With only one non-binary and two masculine-of-center members, the group of friends was decidedly femme-heavy. Nomi announced this during New Business, with Priya and lyn nodding in agreement, and Gina, Saleem, Danny, and Becca immediately grabbing slips of paper from the dissent basket. Bronwyn pursed her lips but was otherwise nonreactive. Candy, taking minutes, double-thumbed 7:30 PM <femmes into her notes app.

I’m concerned about the use of “femme” here.

I take issue with the term ‘femme-heavy.’

I wonder why we’re discussing this now, without Monique.

Gender: So. Fucking. Boring. New business? OLD BIZNESS!!!

Once Nomi read the dissents aloud to the group, she pulled out the lipgloss wand from her pocket and laminated her mouth, a ceremonial gesture before placing herself in Gina’s lap and kissing her deeply. This action prompted the others to divide into pairs and a threesome, and per the established terms of the Radical Love Response, the group made out for two minutes, until the sound of theremin wobble from Candy’s phone marked time. After they’d all separated and resettled, Gina, the dissenter-elect, took to the head of the table.

“We need to shut this down once and for all.”

“Shut what down?”

“Linguistic imperialism.”

“Way to derail the conversation, Gina,” Priya said.

“No vayas allí, hermana.”

“If you’re including me in your femme count, you should recalculate,” Bronwyn said, throwing her leg up and slamming a boot heel down on the table for emphasis. “I don’t self-identify that way. If we’re concerned about representation, we should actually be talking about race. I mean, seriously, people.”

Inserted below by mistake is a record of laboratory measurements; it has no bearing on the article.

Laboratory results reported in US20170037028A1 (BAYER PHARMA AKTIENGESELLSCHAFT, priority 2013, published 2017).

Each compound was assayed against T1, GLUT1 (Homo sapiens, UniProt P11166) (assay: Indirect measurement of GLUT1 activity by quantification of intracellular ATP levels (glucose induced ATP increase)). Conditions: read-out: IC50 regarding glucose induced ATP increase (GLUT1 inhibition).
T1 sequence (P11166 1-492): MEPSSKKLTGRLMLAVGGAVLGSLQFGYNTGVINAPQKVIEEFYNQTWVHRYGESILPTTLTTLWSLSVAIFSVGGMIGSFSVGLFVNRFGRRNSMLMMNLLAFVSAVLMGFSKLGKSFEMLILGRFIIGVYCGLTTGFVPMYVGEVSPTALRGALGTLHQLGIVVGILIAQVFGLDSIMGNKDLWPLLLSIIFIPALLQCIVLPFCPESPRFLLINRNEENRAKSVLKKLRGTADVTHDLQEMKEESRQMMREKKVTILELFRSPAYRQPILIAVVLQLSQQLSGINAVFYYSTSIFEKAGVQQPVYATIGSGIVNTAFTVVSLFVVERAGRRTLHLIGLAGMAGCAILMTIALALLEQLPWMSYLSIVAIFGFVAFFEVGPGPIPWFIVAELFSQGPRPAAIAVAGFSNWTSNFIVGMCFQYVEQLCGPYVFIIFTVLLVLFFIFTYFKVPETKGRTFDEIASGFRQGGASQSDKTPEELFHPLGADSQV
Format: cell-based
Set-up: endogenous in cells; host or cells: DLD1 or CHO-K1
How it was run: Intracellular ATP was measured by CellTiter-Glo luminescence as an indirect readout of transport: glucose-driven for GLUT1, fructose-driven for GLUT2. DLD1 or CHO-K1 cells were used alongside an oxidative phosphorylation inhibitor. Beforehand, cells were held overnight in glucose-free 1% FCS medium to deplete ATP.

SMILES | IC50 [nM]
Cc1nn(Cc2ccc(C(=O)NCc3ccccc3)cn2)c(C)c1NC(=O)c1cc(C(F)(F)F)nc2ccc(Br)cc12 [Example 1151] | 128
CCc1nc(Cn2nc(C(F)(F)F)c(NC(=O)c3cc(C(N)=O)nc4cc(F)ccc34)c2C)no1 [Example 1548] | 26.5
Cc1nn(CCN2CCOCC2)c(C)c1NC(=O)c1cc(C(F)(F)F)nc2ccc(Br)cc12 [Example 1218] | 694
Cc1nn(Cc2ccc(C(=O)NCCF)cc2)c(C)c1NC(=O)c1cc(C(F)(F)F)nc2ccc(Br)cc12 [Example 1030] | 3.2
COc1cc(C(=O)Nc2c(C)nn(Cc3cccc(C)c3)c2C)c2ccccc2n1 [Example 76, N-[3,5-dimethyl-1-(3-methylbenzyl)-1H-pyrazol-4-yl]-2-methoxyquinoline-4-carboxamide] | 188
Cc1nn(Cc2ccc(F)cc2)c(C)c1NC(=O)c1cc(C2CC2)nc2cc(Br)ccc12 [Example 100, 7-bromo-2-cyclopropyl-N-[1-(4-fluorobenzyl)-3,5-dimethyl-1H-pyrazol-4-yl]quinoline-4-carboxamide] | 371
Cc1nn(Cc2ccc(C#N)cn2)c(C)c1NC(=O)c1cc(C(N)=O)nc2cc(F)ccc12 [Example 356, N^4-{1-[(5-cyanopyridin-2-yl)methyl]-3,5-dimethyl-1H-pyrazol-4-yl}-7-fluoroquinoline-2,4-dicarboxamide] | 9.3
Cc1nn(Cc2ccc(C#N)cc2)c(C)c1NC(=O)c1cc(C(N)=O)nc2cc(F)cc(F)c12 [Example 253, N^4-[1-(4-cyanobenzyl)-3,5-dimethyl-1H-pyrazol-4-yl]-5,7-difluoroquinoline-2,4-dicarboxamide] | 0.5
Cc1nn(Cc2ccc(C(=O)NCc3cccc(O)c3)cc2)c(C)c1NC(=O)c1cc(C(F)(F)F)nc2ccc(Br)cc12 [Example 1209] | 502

Everyone except Gina nodded. Six finger-snapped their appreciations. Candy double-thumbed 7:41 PM Race>Gender: 8 nods, 6 snaps.

Gina, lame duck dissenter-elect, grabbed the roll of duct tape from the demonstration bucket, and with dramatic flair, tore off a section and placed it over her mouth. In solidarity, Becca did the same. With a smile, Saleem leaned over the table to stretch a hand to Bronwyn, which she took and squeezed.

“Listen,” Saleem said to the group, “I’m brown, bi, and a total fucking femme—which you should include in your count or whatever—but I can’t believe we’re not fucking talking about Islamophobia—”

“Totally,” Bronwyn broke in, “and what’s happening to immigrants in this country—the violence of deportation, yes, but what about the unaccounted for emotional labor of DREAMers?”

That time no one nodded or snapped, and all eyes were on Saleem, who had pulled his hand away and whose eyes were on Bronwyn, mouth twisted. Bronwyn blushed—she couldn’t believe she’d just been that person—and straightening her posture, tore off a piece of tape and covered her own mouth.

“Fuck off, Wyn,” Danny said. “That’s an inappropriate use of the tape. It’s a symbol of being silenced. Not about atoning for your microaggressions.”